Tips for Drawing Blood from Young PatientsNo one enjoys having his or her blood drawn. The needle, the light-headedness, and the anticipation are enough to keep many people away from hospitals and blood banks all year-round. But sometimes drawing blood is unavoidable. Most adults can mentally prepare themselves, but children represent a different sort of challenge. They can't always understand and appreciate the importance of drawing blood. Below are some tips for drawing blood from young patients to help you with the process.
The anticipation is usually worse than the prick itself. If you count to 3 (but inject on 2), this can ease some of the tension.
Keep the young patient occupied. Toys, games, and parental presence can greatly aid in this effort. It also helps to have young patients look away when you're drawing blood.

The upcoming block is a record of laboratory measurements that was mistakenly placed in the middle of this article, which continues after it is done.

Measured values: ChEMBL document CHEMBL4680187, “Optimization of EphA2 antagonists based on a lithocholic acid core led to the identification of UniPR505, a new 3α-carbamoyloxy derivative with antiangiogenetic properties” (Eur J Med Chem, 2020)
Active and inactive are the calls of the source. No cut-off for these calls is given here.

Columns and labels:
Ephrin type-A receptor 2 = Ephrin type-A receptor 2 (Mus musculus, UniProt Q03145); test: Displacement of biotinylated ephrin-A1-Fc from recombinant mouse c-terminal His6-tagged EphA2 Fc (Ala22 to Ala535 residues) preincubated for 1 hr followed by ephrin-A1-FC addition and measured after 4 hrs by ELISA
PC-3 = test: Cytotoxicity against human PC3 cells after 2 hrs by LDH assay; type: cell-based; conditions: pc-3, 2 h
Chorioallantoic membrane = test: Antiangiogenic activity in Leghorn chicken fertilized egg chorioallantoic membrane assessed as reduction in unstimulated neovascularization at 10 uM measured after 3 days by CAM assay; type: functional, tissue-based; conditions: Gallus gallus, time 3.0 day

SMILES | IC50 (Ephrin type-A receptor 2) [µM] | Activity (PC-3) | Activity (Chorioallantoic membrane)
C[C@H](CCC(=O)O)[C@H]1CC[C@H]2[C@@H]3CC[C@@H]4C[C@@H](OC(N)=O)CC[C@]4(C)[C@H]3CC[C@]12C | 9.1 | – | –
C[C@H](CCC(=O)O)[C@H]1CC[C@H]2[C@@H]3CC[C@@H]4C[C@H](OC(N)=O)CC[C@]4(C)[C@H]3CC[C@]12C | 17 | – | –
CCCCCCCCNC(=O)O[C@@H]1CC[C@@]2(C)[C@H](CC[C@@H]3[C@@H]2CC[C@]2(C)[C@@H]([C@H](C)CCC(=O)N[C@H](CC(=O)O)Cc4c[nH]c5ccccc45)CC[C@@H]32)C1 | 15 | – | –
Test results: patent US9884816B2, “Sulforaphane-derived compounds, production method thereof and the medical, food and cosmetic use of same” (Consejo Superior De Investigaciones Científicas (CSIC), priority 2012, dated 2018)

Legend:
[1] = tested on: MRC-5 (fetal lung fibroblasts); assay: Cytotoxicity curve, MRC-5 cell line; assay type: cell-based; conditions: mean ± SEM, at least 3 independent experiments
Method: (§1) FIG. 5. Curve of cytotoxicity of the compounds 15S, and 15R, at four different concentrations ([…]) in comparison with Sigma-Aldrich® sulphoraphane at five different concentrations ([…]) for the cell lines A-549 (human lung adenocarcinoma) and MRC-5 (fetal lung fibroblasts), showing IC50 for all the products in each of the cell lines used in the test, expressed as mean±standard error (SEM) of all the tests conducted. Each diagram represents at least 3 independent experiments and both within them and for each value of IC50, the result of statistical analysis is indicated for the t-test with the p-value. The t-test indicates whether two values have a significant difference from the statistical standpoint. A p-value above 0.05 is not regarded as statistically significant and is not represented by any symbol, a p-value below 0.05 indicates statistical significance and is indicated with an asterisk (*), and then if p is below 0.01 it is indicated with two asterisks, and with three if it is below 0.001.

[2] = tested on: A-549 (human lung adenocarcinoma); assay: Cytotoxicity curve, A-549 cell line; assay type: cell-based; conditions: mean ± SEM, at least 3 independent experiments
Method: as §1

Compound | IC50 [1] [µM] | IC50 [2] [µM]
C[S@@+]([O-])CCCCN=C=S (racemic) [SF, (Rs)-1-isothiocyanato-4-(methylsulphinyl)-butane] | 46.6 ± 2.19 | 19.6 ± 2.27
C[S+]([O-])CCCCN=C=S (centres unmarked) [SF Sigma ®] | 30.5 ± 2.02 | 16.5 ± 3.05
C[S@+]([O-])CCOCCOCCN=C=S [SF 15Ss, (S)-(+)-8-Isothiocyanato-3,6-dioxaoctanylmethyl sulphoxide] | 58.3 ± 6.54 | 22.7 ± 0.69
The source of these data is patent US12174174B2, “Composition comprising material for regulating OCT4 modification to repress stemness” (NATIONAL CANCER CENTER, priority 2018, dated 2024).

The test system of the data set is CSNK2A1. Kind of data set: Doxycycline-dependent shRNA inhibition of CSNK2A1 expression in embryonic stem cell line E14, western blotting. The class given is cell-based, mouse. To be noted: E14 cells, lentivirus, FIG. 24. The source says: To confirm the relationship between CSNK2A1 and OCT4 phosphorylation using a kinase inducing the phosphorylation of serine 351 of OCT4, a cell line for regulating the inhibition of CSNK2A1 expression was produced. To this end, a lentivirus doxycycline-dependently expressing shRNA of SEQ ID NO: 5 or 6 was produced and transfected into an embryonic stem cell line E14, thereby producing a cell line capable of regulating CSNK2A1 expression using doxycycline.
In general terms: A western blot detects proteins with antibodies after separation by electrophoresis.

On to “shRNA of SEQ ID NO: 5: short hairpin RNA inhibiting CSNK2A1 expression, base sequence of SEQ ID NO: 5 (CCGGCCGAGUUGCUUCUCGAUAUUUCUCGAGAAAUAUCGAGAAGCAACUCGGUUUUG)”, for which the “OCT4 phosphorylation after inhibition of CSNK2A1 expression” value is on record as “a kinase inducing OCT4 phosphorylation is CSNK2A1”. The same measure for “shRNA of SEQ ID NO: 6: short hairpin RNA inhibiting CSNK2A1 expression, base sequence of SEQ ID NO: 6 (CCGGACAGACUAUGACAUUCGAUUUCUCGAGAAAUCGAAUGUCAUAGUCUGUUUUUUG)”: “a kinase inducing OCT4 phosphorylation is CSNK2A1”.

It's important that you remain honest and upfront. Telling young patients that the needle won't hurt is not ideal. Rather, relate the process to something more familiar (like a mosquito bite or a quick pinch).
Don't Restrain Young Patients
You should only restrain young patients if you absolutely must. It is better to involve them in the process, explain the need for the blood drawing, and obtain their consent.
In addition to the above tips, having a parent or guardian present can help ease some of the fear and discomfort. Involve them as much as possible. If the parent also needs to give blood, have him or her go first. Drawing blood from young patients is a delicate and sensitive process, but it should become easier the more times you do it.
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